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Obstet Gynecol. 1989 Dec;74(6):869-72.

Pulsatile administration of oxytocin for augmentation of labor.

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Department of Obstetrics and Gynecology, University of Illinois College of Medicine, Chicago.


In a randomized study, 94 patients with term pregnancies underwent augmentation of labor with either continuous or pulsed (every 8 minutes) intravenous oxytocin infusion. There were no significant differences with respect to the maternal characteristics, cervical dilatation and effacement, induction-to-labor interval, induction-to-delivery interval, cesarean section rate, analgesia for labor, or low Apgar scores. No hyperstimulation was noted in either group. In each group, 20% of the patients had dysfunctional labor patterns, with coupling and tripling of the uterine contractions. The mean +/- SEM oxytocin administered in the pulsed-infusion group was significantly lower than that in the continuous-infusion group (2.1 +/- 0.4 versus 4.1 +/- 0.4 mU/minute; P less than .001). The mean +/- SEM total amount of oxytocin administered was 1300 +/- 332 mU for the pulsed group and 1803 +/- 302 mU for the continuous group, indicating that lower amounts of oxytocin were required for pulsed administration. Our study demonstrates that pulsatile administration of oxytocin is similar in efficacy to our standard continuous oxytocin infusion and requires a lower total amount and rate of oxytocin administered, which may afford a greater margin of safety.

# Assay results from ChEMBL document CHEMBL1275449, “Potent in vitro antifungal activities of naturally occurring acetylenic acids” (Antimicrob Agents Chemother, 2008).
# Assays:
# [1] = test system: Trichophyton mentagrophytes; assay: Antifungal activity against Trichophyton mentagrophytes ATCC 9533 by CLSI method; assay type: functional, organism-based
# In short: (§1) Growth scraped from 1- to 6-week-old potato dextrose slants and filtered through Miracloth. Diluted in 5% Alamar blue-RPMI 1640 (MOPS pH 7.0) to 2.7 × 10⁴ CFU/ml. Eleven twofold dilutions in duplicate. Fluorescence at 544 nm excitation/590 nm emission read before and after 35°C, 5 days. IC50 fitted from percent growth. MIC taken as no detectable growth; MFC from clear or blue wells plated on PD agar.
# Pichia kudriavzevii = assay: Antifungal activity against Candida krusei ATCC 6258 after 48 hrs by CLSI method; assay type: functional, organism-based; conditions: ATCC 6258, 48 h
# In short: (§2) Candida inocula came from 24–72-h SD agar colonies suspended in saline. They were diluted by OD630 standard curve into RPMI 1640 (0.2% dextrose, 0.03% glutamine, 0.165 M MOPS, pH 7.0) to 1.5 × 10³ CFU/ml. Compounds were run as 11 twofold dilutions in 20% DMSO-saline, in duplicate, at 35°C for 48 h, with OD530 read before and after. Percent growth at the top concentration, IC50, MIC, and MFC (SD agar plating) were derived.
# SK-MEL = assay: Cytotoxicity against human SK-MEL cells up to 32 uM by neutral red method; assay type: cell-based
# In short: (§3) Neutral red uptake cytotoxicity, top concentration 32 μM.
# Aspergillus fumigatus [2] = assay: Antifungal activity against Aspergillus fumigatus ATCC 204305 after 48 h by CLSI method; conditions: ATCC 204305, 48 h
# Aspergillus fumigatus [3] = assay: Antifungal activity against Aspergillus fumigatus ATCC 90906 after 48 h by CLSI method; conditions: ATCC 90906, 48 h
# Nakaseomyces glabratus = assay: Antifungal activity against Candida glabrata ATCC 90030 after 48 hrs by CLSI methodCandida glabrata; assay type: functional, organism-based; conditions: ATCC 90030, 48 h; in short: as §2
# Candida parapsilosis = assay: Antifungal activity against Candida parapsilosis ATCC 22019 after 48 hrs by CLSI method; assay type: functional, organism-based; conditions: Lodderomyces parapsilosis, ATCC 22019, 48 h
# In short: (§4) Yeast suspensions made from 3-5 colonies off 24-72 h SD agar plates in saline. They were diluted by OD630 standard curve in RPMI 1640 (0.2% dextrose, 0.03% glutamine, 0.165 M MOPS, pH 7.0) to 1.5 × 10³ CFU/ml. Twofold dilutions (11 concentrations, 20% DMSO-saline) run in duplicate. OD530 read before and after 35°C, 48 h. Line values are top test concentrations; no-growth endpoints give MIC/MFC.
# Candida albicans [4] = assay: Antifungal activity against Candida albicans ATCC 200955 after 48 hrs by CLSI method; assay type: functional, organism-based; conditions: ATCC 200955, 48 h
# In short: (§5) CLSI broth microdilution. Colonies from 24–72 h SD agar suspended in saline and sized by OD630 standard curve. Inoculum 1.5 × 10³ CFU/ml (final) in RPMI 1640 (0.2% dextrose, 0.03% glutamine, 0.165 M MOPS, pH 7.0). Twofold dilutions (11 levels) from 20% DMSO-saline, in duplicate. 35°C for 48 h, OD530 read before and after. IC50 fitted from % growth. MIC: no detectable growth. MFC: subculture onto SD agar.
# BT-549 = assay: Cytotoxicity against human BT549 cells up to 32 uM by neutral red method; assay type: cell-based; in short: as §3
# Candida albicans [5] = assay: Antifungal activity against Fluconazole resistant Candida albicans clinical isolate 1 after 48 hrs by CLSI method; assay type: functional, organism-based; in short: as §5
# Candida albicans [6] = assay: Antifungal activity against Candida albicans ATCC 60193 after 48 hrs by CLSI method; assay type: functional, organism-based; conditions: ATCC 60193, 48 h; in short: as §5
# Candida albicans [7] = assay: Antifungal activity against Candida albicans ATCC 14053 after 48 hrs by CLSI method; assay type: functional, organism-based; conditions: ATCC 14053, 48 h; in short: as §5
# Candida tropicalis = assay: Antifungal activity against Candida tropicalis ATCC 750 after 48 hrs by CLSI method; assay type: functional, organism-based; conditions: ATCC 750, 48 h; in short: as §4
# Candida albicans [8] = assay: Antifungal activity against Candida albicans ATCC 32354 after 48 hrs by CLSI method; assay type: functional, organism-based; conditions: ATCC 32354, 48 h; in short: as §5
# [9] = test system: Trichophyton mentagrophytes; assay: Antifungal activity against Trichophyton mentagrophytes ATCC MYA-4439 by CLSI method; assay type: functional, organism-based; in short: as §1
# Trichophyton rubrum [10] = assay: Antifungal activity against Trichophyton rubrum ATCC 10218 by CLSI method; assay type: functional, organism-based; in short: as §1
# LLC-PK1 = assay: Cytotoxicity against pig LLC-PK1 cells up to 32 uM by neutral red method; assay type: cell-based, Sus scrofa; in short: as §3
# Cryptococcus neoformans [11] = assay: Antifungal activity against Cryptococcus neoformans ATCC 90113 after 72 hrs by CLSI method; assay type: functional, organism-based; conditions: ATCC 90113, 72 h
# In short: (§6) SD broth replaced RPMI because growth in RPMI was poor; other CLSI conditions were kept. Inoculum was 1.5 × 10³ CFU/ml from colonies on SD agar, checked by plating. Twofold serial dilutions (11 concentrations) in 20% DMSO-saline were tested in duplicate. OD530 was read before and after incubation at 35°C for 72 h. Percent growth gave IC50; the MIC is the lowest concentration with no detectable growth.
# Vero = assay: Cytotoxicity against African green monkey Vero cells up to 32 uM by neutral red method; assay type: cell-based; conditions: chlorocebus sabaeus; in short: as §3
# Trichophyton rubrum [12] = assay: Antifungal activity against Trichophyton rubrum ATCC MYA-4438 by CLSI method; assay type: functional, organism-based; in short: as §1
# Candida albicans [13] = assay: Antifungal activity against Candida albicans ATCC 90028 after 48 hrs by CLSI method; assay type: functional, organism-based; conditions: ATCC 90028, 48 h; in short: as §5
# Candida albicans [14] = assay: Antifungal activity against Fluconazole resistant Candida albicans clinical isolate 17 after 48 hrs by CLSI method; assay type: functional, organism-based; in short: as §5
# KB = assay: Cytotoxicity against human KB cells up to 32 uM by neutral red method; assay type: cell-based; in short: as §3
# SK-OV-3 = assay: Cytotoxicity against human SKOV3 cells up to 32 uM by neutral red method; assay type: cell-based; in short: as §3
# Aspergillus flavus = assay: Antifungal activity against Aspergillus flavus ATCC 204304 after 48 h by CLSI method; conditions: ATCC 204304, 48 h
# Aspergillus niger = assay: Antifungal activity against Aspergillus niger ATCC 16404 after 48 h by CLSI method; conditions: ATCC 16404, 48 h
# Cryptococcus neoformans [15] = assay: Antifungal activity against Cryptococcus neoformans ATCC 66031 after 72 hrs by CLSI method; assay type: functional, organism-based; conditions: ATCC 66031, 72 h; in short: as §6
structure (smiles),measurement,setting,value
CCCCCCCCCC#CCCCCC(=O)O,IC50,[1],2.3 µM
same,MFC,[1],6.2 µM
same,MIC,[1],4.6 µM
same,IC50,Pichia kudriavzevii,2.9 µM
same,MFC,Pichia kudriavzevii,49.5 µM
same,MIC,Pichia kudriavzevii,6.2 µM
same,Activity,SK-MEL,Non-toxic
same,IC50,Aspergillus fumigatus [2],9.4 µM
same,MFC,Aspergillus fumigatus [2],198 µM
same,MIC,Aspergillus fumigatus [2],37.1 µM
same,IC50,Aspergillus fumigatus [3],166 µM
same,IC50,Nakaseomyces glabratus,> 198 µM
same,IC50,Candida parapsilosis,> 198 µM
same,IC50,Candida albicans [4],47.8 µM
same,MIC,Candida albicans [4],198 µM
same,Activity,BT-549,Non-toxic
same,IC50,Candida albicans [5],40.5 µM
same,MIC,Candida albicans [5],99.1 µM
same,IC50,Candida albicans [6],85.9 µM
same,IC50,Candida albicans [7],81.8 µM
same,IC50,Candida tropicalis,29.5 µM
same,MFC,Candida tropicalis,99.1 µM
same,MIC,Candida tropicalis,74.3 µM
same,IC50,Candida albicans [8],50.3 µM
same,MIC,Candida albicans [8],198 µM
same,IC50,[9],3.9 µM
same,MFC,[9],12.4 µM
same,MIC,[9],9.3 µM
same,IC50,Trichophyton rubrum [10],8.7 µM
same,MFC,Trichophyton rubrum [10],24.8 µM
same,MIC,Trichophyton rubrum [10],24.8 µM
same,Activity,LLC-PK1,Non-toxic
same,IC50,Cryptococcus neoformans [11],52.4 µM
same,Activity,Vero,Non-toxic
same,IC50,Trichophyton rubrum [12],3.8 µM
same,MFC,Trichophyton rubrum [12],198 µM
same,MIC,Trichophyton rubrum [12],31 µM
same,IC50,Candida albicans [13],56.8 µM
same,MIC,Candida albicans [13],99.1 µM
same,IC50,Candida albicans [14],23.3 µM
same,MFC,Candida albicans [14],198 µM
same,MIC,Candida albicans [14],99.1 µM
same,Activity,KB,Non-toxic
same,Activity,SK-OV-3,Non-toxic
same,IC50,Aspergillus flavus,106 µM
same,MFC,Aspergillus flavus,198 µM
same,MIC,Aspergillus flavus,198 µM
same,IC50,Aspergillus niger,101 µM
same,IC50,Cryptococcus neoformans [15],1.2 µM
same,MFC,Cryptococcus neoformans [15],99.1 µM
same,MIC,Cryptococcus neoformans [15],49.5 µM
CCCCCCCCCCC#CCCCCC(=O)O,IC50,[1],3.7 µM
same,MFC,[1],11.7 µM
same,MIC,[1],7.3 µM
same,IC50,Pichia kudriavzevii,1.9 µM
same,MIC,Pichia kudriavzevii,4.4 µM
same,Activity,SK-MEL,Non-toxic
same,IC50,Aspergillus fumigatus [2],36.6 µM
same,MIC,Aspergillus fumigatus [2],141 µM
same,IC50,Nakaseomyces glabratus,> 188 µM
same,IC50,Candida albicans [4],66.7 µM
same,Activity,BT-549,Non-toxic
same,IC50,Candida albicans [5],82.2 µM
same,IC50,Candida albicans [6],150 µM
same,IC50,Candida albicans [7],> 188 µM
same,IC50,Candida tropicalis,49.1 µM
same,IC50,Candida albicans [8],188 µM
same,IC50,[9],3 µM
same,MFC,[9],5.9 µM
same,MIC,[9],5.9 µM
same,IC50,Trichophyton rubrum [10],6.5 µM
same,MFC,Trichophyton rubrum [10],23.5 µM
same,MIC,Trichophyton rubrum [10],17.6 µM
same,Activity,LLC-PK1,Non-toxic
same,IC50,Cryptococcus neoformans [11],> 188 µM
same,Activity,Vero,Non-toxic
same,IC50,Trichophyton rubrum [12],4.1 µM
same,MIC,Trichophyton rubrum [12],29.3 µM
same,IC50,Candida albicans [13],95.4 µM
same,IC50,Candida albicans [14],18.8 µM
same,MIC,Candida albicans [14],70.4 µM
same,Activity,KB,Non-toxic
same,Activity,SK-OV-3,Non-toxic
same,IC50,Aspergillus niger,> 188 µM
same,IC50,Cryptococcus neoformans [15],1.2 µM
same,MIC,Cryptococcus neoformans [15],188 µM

[Indexed for MEDLINE]

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